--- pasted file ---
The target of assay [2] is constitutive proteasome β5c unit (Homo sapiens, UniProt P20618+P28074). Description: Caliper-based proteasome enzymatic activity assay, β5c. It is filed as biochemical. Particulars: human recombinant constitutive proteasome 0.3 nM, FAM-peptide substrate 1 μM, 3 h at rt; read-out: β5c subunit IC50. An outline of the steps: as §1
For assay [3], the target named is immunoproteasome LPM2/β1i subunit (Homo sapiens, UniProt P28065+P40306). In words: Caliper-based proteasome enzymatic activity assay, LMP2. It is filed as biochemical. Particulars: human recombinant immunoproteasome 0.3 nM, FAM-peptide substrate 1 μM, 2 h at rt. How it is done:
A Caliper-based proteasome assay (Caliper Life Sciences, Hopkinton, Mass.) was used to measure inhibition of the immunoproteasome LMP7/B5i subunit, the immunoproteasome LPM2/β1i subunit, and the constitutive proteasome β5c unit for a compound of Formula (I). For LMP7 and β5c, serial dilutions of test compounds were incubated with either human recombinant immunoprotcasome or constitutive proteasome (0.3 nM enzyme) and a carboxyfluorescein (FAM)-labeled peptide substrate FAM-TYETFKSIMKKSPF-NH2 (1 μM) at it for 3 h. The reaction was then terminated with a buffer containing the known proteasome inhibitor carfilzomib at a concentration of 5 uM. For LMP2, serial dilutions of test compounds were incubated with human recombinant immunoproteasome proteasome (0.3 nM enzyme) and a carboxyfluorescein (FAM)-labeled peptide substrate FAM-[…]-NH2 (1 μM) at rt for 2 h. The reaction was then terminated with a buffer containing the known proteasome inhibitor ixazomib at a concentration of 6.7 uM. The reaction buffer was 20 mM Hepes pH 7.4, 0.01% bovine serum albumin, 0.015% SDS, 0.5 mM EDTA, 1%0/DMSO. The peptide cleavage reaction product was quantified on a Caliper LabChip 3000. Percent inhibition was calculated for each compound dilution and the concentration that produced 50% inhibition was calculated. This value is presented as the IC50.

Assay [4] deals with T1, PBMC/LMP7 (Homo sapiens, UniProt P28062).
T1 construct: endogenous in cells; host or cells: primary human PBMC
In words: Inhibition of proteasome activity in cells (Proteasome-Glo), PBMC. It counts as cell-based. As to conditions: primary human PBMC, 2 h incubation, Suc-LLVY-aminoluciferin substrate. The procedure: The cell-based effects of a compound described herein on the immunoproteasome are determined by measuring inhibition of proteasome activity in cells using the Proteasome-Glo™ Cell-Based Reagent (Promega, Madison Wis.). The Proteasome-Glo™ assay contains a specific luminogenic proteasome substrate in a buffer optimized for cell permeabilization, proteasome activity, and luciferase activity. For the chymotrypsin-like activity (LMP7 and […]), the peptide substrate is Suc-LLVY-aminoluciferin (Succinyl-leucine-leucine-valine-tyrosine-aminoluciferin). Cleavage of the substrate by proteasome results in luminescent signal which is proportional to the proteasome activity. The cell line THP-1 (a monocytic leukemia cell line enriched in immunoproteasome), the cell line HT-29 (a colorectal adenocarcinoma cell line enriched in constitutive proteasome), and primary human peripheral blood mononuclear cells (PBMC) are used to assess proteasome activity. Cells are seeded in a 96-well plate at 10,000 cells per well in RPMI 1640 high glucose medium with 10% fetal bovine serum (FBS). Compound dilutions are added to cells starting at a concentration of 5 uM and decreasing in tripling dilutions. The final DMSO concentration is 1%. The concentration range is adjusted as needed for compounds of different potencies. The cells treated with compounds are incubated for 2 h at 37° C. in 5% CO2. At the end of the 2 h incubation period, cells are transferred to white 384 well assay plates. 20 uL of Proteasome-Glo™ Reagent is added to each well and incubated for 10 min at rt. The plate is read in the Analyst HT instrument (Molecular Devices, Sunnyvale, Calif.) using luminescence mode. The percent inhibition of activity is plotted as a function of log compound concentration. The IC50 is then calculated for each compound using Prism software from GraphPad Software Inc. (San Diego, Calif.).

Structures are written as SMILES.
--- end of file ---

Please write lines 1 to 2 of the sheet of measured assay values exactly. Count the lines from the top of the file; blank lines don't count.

The target of assay [2] is constitutive proteasome β5c unit (Homo sapiens, UniProt P20618+P28074). Description: Caliper-based proteasome enzymatic activity assay, β5c. It is filed as biochemical. Particulars: human recombinant constitutive proteasome 0.3 nM, FAM-peptide substrate 1 μM, 3 h at rt; read-out: β5c subunit IC50. An outline of the steps: as §1
For assay [3], the target named is immunoproteasome LPM2/β1i subunit (Homo sapiens, UniProt P28065+P40306). In words: Caliper-based proteasome enzymatic activity assay, LMP2. It is filed as biochemical. Particulars: human recombinant immunoproteasome 0.3 nM, FAM-peptide substrate 1 μM, 2 h at rt. How it is done: